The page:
East Carolina University is settling a lawsuit over a Title IX complaint for $200,000.
When COVID-19 spread across the country, it forced businesses to close and schools switched to online learning. The pandemic has also had consequences for college athletes. In fact, many schools have since done away with certain sports that aren’t as profitable as, say, big college football programs. Some students are pushing back, though, and some are winning. For example, East Carolina University recently settled a lawsuit for nearly $200,000 and will reinstate the women’s swimming and diving and tennis teams.
When commenting on the settlement, Ron Mitchelson, in school’s Interim Chancellor said, “in terms of money, the settlement was better for the university than potential litigation.” The school will pay for the settlement using funds from a university trust fund.
The suit was originally filed because back in May, the school did away with its men’s and women’s swimming and diving and tennis for monetary reasons. Jon Gilbert, the university’s Athletic Director, said, “When we eliminated the programs we had a savings of about $2.6 million.”
However, canceling the programs quickly became a Title IX concern, according to the lawsuit. Why? Well, doing away with the programs, especially the ones for female athletes, “left the school with too few women’s sports.”
Title IX is designed to help prevent discrimination in education and school sports. When commenting on the matter, Mitchelson said:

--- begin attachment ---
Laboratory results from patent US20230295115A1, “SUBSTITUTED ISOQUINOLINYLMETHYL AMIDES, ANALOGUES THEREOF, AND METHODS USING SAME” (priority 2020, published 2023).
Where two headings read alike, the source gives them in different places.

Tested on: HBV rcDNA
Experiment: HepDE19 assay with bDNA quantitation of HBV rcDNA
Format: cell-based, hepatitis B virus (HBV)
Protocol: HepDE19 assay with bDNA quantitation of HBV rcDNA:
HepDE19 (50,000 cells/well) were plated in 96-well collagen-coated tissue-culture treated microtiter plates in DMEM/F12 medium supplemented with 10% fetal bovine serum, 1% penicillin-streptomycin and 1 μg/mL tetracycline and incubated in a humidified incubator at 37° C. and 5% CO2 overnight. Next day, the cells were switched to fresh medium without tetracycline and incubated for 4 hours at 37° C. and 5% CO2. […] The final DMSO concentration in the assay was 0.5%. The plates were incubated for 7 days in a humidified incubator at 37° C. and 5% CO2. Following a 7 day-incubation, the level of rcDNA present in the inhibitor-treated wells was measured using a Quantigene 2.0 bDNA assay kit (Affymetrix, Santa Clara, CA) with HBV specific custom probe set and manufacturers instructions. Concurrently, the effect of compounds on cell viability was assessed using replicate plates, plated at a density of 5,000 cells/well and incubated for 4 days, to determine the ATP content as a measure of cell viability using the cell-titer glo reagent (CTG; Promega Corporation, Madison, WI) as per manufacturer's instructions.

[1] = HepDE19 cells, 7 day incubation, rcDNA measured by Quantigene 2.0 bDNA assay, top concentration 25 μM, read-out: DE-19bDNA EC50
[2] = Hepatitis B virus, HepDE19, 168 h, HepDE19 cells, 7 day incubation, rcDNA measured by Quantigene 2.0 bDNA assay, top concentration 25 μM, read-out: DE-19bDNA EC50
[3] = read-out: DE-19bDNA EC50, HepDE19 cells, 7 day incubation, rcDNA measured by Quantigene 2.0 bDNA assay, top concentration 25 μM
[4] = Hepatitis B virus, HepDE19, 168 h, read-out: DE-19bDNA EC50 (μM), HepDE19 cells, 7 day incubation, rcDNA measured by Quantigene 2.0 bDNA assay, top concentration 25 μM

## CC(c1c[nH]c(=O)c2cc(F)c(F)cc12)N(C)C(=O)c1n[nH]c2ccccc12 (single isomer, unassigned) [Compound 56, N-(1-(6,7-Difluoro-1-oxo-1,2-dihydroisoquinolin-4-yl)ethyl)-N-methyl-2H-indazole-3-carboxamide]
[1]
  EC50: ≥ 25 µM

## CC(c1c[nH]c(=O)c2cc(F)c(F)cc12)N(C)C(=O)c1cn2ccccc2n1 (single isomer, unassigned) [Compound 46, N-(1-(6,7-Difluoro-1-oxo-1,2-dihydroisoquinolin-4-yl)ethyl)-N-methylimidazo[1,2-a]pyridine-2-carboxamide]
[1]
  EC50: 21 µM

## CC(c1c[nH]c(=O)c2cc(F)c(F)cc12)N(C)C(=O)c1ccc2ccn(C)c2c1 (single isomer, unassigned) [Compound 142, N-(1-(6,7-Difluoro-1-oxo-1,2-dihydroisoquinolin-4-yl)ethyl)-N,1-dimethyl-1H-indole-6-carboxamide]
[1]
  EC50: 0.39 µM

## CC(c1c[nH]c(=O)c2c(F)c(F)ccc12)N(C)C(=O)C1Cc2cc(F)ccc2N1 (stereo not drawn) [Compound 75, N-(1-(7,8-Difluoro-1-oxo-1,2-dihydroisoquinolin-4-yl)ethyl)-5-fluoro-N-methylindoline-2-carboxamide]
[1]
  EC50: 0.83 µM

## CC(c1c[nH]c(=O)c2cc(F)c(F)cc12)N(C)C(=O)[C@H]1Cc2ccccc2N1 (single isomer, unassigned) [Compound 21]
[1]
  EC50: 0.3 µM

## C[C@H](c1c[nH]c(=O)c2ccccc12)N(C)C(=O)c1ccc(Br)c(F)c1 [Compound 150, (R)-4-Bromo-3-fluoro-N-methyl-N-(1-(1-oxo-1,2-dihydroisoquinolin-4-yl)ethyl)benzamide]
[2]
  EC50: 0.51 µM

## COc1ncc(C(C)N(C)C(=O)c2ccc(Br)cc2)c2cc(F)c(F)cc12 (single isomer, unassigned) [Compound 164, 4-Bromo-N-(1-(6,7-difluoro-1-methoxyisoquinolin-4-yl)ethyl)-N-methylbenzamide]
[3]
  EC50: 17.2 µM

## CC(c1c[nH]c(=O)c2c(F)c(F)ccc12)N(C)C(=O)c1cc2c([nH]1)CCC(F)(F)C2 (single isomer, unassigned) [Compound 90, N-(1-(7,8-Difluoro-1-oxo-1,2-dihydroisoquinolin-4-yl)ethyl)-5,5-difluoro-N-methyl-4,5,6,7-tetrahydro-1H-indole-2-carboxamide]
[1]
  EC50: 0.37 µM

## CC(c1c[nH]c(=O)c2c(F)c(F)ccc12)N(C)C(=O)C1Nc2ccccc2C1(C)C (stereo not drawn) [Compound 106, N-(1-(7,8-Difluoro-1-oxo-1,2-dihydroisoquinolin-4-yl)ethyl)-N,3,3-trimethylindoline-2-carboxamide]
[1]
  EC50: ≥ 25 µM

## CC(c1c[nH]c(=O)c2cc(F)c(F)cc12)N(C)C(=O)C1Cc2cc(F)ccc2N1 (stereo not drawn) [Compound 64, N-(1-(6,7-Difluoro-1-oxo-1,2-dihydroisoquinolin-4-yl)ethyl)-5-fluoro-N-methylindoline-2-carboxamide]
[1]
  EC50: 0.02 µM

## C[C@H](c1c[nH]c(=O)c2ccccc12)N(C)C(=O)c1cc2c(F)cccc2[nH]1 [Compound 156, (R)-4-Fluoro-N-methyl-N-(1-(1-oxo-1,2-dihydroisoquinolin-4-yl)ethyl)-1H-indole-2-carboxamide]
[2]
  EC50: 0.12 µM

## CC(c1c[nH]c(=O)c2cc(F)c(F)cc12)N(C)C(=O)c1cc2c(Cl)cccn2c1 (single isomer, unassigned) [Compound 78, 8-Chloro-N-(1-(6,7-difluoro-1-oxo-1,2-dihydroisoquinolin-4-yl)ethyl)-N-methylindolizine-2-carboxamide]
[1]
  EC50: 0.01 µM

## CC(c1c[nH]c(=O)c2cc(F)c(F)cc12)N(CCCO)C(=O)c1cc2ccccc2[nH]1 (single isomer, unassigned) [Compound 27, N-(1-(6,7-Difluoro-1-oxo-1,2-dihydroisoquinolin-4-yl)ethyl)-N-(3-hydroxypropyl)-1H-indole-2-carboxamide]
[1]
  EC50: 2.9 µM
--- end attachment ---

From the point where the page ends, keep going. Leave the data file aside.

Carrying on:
“We knew we had to make adjustments…Roster management was going to be the primary tool. It became clearer and clearer given through self-scrutiny of the numbers… that because of increase of female proportion, we are headed towards a 60/40 split female to male — that we were going to have difficulties doing that with just roster management.”
Didn’t the school foresee this type of complaint from affected students, though? Well, when asked about it, Gilbert responded that “when a university cuts programs, there is also a possibility of litigation.” He added, “We knew that was a possibility, and ultimately we made a decision, a business decision based on where we were from a financial standpoint.”
He further noted that while the school has the funds to cover the settlement, the funding will come “from an already strained budget.” The school has until the end of January to pay the settlement fund to the female athletes and attorneys.
The school is going to begin looking for athletes and coaches this month, “and there are no plans to add any more sports at this time.”